I'm not new to programming but am new to Visual Studio, MVC, C#, ASP.NET, and EXT.NET, i.e. all of the tools I am trying to use.

I am trying to create an Ext.Net 2.0 MVC4 project and was given a similar (in functionality) non-MVC project for reference.

I see that this non-MVC project has .aspx and .aspx.cs files. It seems like the .aspx file basically maps to the "View" in MVC that I want to make... And the .aspx.cs file has the functions that relate to the .aspx file - so is that like the "Controller"? Though the .aspx file also has some functions that seem to not be entirely view-related...

Could someone give me a quick overview or a place to start with this?

  • One takes HTML/ASP markup, the other takes C# code. Just looking at the auto-generated code should probably tell you that much. – Servy Nov 1 '12 at 17:51
  • A good place to start would be asp.net. Good overview of the technology with tutorials. – System Down Nov 1 '12 at 17:53

ASPX files usually will have the UI and will which is usually HTML tags, some ASP.NET server control embed code (which ultimately produce some HTML markups). ASPX.CS file (usually called the codebehind) will have server-side coding in C#.

If needed, I would relate ASPX page to View and ASPX.CS to Controller action methods.

You have to remember that in webforms, there are ASP.NET controls we will be using in the ASPX file to render some HTML. Examples are TextBox, DataGrid, etc. In MVC, there is nothing called Server control. The View will be pure, handwritten HTML.

If needed, you can create a Hybrid project which is a combination of MVC and webforms. Scott has a post explaining about it here.

No ViewState in MVC :)

When switching from ASP.NET Webforms to MVC, One important thing you have to understand is that MVC architecture tries to stick with the truth that HTTP is stateless. There is no viewstate available in MVC. So you need to make sure that you are repopulating the data in every HTTP Request, as needed. Folks usually run into problems in loading DropDownlist in MVC. There are a lot of answers here in SO about how to handle dropdown lists on postback (when form is posted).

I suggest that you look into some beginner-level tutorials on ASP.NET MVC and start building your app step-by-step, and if you run into any issues, post a (new) question with relevant details.

Good luck, and welcome to the wonderful world of MVC. :)


It sounds like you haven't created an MVC project, but rather a WebForms project.

The *.aspx files are the markup and the *.aspx.cs files are the code-behind files. Code-behind files handle the .NET code for any server-side controls in the *.aspx files.

  • The .aspx and .aspx.cs file I'm referring to are from the non-MVC project that I was given for reference. – Kalina Nov 1 '12 at 17:53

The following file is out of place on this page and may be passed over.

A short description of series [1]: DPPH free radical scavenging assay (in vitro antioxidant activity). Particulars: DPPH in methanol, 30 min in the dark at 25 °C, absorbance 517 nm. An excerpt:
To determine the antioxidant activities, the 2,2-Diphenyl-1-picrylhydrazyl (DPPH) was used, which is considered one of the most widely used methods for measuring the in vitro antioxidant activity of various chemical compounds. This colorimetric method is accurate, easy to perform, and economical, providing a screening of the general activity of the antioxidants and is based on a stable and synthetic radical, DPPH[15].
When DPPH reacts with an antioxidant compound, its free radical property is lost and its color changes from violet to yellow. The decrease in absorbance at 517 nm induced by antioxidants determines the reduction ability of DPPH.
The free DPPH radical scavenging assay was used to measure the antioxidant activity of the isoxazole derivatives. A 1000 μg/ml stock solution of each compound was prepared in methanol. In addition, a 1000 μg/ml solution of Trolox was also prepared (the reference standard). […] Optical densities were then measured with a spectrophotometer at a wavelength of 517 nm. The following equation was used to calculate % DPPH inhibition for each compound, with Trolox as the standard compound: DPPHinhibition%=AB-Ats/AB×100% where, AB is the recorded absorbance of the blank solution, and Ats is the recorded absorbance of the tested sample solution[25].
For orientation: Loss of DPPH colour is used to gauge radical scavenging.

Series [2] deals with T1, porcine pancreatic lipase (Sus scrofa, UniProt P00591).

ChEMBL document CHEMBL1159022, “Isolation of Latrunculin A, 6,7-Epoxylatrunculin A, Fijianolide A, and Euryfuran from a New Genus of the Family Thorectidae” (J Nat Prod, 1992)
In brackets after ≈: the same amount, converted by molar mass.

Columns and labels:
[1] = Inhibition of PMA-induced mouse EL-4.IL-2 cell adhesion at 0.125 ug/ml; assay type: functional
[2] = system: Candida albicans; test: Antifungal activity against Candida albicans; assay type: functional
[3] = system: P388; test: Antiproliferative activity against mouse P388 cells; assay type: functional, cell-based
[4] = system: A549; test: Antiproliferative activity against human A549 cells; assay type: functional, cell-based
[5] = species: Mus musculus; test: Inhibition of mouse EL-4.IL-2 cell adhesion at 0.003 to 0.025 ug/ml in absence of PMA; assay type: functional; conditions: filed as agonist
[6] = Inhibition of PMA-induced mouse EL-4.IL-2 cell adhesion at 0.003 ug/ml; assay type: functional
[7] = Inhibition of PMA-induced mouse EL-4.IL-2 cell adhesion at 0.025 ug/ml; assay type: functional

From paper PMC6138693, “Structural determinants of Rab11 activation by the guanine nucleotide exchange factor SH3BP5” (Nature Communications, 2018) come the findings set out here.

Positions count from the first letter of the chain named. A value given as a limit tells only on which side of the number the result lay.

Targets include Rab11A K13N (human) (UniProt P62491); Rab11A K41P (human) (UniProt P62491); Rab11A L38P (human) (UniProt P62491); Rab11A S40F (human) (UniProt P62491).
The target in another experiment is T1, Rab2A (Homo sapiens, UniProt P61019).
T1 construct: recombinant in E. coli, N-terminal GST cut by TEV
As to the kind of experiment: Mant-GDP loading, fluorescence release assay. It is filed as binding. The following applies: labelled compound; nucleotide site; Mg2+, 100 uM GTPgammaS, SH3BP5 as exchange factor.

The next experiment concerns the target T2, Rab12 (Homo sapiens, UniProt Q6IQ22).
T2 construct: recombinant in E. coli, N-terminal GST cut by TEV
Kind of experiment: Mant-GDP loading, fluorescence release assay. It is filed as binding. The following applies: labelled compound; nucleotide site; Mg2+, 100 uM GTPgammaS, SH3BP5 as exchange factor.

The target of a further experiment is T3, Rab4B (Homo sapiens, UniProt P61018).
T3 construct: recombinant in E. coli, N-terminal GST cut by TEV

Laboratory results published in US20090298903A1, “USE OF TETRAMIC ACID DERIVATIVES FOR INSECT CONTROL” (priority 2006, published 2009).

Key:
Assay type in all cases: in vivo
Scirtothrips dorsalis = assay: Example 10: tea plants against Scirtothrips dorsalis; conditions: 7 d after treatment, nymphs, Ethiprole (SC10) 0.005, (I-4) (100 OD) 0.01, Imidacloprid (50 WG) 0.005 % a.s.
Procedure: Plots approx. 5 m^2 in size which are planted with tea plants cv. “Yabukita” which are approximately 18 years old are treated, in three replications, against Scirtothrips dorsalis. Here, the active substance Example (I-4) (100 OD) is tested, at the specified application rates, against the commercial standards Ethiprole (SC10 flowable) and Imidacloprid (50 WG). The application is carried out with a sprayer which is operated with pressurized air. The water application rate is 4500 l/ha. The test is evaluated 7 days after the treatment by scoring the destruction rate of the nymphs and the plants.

Checkout Wikipedia's document on ASP.NET, http://en.wikipedia.org/wiki/ASP.NET.

It states:

Web forms are contained in files with a ".aspx" extension; these files typically contain static (X)HTML markup, as well as markup defining server-side Web Controls and User Controls where the developers place all the rc content for the Web page. Additionally, dynamic code which runs on the server can be placed in a page within a block <% -- dynamic code -- %>, which is similar to other Web development technologies such as PHP, JSP, and ASP. With ASP.NET Framework 2.0, Microsoft introduced a new code-behind model which allows static text to remain on the .aspx page, while dynamic code remains in an .aspx.vb or .aspx.cs or .aspx.fs file (depending on the programming language used).

The .cs file names .aspx.cs is the code behind that goes with .aspx, which generally holds the html, css, javascript and other client side controls.

Generally, dynamic code (C# in this case because of the .cs on the file name) goes in the .cs file as a "good practice" to keep dynamic code and static html separated. Another reason for this abstraction is that the .aspx.cs code is run server side, while the .aspx file is compiled on the server and is then served to the web client requesting it.

Additionally, for MVC, I would suggest using a different view model, specifically Razor, which uses .cshtml files instead of the .aspx.cs and .aspx because they are easier to follow. The reason for the change in MVC is that MVC uses the MVC pattern to abstract layers of code so that .aspx and .aspxcs are not as needed. From a personal experience, I have used both Razor and Webforms (.aspx/.aspx.cs) view models with MVC and I find Razor to be much easier to code/maintain and use.


The aspx file contains your page markup. It's automatically converted into code by ASP.NET.

The cs file contains the code behind your page (initialization, event handlers, etc.). You have to write that code yourself.

These two files are related with the inheritance and he Inherits attribute of the @Page directive associates the page markup to the code behind


.aspx is your markup file. Contains things such as HTML, CSS, JavaScript, and ASP markup. this .cs file is referred to as a codebehind file. This is where you do thing that may not be available or u are not comfortable doing in scripting languages. Generally aspx is run on the client side while the code behind is executed on the server.

Your Answer

By clicking "Post Your Answer", you acknowledge that you have read our updated terms of service, privacy policy and cookie policy, and that your continued use of the website is subject to these policies.

Not the answer you're looking for? Browse other questions tagged or ask your own question.